News & Current Affairs

July 5, 2009

Madonna in Jackson stage tribute

Filed under: Entertainment News, Latest — Tags: , , , , , , , , , , , — expressyoureself @ 7:59 am

Madonna in Jackson stage tribute

Madonna kicked-off her revamped Sticky And Sweet tour at London’s O2 Arena with a tribute to Michael Jackson.

Jackson, who died last week, was due to perform a series of 50 farewell concerts at the venue from 13 July.

As Madonna sang Holiday she was joined by a dancer dressed in Jackson’s unmistakable style of sequined jacket and sparkling white glove.

Madonna told the crowd: “Give it up for one of the greatest artists the world has ever known – long live the King!”

Signature moves

Pictures of Jackson as a boy flashed up on a giant screen as the dancer moon-walked across the stage to the strains of Billie Jean.

He went on to perform some of Jackson’s signature moves to Wanna Be Starting Something.

An estimated crowd of 17,000 watched Madonna perform at the first of two concerts in London this weekend.

She moves on to Manchester on Tuesday, followed by several dates across Europe.

Madonna closed the show with Give It 2 Me, and donned a jewelled glove, along with her dancers, in a final, simple, tribute to Jackson.

Solo stars

Lyrics from his hit Man In the Mirror scrolled across the screens. It read: “If you want to make the world a better place, take a look at yourself and then make the change.”

Michael Jackson and Madonna montage

Jackson and Madonna both became huge solo stars in the 1980s

The tribute, albeit brief, impressed fans at the O2. Victoria Mears, of Billericay, Essex, said: “I really liked it. It seemed very fitting for the queen of pop to pay tribute to the king of pop.”

Nina Lawrence, 32, of Bishop’s Stortford, Hertfordshire, said: “It thought it was good, but it was a shame she didn’t sing one of his songs as a tribute.”

And Helen Levy, 30, of Winchester, Hants, said: “She seemed very passionate when she spoke about Michael Jackson. It’s clear that he was a great inspiration to her.”

Jackson and Madonna both became huge solo stars in the 1980s.

Speaking after the 50-year-old’s death on 25 June, Madonna said: “I can’t stop crying over the sad news.

“I’ve always admired Michael Jackson – the world has lost one of its greats, but his music will live on forever.”

A public memorial service for Jackson will be held at the Staples Center in Los Angeles on Tuesday.

Over half-a-million fans have applied for just 17,500 tickets available for the event.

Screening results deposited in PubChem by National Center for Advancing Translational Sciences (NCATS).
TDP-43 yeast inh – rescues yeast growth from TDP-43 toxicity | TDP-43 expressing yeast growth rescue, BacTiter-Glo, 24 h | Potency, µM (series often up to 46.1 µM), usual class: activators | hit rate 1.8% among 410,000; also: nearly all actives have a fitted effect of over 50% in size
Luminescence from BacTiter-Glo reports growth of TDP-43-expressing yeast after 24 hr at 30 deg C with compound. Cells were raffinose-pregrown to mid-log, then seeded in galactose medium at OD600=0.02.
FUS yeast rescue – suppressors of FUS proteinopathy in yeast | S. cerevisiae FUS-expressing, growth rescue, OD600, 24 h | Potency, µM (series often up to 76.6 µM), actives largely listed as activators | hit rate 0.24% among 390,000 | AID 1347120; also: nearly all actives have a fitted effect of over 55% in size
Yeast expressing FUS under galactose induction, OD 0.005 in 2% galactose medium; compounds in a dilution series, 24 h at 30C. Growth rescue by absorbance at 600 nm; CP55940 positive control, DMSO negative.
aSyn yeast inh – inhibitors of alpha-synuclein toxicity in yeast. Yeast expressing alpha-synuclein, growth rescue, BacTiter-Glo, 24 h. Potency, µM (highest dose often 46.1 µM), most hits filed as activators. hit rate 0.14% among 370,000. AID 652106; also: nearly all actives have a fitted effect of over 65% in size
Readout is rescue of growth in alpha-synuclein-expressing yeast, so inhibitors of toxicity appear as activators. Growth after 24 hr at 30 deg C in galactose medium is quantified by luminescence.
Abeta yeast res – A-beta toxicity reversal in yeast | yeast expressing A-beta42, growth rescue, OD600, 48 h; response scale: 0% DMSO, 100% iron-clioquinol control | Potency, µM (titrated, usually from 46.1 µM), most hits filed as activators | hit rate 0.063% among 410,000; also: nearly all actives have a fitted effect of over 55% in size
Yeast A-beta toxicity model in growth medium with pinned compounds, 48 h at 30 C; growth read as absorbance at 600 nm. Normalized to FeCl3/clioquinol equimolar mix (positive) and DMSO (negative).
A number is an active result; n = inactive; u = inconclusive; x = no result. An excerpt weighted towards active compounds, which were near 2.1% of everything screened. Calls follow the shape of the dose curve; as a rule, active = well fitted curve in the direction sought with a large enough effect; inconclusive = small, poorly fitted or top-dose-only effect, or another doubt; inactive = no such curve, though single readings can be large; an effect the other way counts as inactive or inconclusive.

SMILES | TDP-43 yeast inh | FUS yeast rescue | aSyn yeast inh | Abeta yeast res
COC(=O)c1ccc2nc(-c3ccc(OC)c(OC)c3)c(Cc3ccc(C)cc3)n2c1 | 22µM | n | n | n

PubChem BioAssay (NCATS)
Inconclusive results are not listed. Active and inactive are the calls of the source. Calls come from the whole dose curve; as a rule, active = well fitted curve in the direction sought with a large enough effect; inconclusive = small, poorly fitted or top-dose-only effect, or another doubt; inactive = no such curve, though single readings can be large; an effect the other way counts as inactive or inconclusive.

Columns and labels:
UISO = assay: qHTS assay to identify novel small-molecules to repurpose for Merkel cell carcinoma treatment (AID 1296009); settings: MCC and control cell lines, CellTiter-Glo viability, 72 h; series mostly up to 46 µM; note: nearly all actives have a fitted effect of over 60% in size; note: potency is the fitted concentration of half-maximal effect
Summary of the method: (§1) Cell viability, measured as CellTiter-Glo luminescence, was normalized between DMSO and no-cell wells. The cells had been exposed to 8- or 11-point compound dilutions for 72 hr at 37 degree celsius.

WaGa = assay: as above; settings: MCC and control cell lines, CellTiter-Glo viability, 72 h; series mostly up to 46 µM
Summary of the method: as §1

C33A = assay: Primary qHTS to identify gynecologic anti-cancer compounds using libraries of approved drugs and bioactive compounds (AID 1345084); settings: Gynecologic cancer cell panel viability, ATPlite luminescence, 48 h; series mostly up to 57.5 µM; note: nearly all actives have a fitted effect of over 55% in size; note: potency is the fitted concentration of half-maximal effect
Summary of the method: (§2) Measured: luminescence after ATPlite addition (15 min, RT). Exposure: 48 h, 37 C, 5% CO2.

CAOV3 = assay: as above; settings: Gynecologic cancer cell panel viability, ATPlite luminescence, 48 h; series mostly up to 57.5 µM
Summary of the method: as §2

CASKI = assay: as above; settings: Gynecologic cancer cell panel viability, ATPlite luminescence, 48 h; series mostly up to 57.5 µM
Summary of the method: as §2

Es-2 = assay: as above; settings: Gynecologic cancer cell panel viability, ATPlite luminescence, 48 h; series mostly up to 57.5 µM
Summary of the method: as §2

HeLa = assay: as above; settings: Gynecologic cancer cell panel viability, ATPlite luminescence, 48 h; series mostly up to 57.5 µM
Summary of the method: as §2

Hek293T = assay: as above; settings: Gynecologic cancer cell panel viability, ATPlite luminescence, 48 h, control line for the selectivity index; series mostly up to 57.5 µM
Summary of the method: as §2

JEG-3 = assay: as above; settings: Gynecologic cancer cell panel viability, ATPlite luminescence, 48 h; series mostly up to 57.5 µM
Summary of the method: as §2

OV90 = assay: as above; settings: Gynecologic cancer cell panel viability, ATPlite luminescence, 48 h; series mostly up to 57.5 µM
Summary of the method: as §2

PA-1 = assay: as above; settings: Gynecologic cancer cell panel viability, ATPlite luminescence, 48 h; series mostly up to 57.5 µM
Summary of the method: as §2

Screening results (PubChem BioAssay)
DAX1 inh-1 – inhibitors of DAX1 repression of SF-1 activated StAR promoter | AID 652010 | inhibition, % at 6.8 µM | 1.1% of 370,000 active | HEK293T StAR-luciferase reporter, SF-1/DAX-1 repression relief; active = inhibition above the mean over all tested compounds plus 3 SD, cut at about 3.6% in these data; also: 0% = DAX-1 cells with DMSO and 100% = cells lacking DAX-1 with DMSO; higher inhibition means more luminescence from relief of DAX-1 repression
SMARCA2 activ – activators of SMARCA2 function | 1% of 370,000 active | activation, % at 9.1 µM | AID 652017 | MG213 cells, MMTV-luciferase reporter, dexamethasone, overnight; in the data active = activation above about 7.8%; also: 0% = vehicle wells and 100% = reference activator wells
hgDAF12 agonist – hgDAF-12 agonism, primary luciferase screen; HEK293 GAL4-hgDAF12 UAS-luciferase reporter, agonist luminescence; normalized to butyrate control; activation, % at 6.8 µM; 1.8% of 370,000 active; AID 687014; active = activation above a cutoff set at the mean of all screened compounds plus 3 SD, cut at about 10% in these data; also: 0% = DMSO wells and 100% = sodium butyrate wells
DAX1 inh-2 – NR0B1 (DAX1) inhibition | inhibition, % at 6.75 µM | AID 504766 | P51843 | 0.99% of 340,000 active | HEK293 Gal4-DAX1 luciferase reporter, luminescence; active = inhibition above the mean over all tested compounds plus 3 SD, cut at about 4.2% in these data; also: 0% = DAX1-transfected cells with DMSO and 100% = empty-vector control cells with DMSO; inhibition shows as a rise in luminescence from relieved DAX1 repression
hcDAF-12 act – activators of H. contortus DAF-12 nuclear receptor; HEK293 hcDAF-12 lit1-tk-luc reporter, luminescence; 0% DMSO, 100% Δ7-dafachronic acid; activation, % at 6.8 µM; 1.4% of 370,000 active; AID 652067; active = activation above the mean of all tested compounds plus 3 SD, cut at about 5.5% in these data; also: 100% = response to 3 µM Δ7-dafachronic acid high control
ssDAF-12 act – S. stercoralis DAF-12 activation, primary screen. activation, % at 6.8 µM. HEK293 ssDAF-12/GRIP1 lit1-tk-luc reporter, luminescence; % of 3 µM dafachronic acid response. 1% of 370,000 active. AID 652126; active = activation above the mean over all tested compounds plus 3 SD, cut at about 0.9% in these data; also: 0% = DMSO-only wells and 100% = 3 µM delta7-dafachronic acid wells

August 13, 2008

Palestinians say farewell to poet

Palestinians say farewell to poet

Palestinians are lining the streets of Ramallah, on the West Bank, for the funeral of poet Mahmoud Darwish.

Leading mourners, Palestinian leader Mahmoud Abbas described the poet and author as a hero for all Palestinians.

Darwish was one of the most influential cultural figures in recent Arab history, encapsulating the Palestinian longing for independence.

He died after open-heart surgery in Houston, Texas, on Saturday at the age of 67.

The ceremonies in Ramallah are expected to be the biggest funeral in the West Bank since that of Yasser Arafat in 2004.

Darwish’s body was flown back from the US to Amman, Jordan, on Wednesday where an honor guard saluted as Palestinian Liberation Army officers carried the flag-draped coffin from the plane.

Military helicopter

Jordan’s Prince Ali bin Nayef attended the ceremony on behalf of King Abdullah.

The coffin was then taken by military helicopter to the government compound of Palestinian Authority President Mahmoud Abbas, in Ramallah.

Mr Abbas led mourners and read a eulogy to the poet.

Afterwards, the coffin was to be taken in procession to Darwish’s grave near the Palace of Culture about 4km (2.5 miles) away.

Mahmoud Darwish

Darwish won many international prizes for his work

People of all backgrounds in the West Bank feel they had a personal connection to the poet and take pride in a man who told their story in a way they could not.

Darwish was a national icon, whose work was often based on his experiences of life in exile and under occupation.

“He symbolizes the Palestinian memory,” one Palestinian mourner.

“He intended to convey a message: in the end we are all human beings and we have to work collectively for the sake of humanity.”

Thousands would flock to his recitals. His poems were transformed into popular songs and used in political speeches, and the words he wrote now form part of Palestinian daily life, our correspondent says.

Fierce criticism

Nor was he shy of talking of his people’s shortcomings.

Darwish penned fierce criticism of the divisions among Palestinians, believing, in some ways, what they were doing to themselves was worse than anything others had done to them.

He also penned the famous speech Arafat delivered at the United Nations in 1974: “Today I have come bearing an olive branch and a freedom-fighter’s gun. Do not let the olive branch fall from my hand.”

There is little doubt his work, not just on the Palestinian cause, but on love and hope and death, will endure across the Arab world, our correspondent says.


How will you remember Mahmoud Darwish? Will you attend a commemoration service?

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